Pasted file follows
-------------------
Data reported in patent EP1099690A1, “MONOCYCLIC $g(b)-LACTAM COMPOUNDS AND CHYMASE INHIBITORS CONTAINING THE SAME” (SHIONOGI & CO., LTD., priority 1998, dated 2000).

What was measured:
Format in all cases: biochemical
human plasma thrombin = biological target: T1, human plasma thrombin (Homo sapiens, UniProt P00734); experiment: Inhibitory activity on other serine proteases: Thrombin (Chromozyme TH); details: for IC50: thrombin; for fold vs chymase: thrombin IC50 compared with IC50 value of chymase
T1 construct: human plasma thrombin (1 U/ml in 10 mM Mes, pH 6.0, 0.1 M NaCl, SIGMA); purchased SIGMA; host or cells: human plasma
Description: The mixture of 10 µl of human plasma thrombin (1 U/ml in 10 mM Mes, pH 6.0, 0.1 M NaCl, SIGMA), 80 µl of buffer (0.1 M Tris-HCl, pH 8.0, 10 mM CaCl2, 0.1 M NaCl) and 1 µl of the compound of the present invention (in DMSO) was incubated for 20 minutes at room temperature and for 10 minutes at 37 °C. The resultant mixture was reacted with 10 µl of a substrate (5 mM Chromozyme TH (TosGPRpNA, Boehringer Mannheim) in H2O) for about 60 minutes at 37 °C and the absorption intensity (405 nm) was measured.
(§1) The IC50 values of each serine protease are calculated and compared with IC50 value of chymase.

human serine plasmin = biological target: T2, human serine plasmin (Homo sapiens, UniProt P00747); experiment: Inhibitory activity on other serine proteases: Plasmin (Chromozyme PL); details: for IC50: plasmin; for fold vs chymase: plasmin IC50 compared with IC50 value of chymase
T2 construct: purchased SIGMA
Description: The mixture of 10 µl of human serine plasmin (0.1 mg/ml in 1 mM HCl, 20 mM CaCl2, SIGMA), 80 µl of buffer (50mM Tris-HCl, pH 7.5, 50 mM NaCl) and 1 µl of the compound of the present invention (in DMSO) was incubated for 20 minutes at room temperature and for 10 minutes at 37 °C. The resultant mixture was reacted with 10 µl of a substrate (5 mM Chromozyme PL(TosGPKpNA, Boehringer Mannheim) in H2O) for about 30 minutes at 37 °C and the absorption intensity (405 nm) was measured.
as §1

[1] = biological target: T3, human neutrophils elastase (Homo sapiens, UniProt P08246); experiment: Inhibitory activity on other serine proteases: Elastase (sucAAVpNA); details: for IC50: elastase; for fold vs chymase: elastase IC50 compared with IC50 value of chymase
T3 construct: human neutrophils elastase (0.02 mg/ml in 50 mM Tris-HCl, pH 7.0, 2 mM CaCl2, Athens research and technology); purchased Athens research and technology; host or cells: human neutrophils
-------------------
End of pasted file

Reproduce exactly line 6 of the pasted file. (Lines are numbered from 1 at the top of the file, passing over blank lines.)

Description: The mixture of 10 µl of human plasma thrombin (1 U/ml in 10 mM Mes, pH 6.0, 0.1 M NaCl, SIGMA), 80 µl of buffer (0.1 M Tris-HCl, pH 8.0, 10 mM CaCl2, 0.1 M NaCl) and 1 µl of the compound of the present invention (in DMSO) was incubated for 20 minutes at room temperature and for 10 minutes at 37 °C. The resultant mixture was reacted with 10 µl of a substrate (5 mM Chromozyme TH (TosGPRpNA, Boehringer Mannheim) in H2O) for about 60 minutes at 37 °C and the absorption intensity (405 nm) was measured.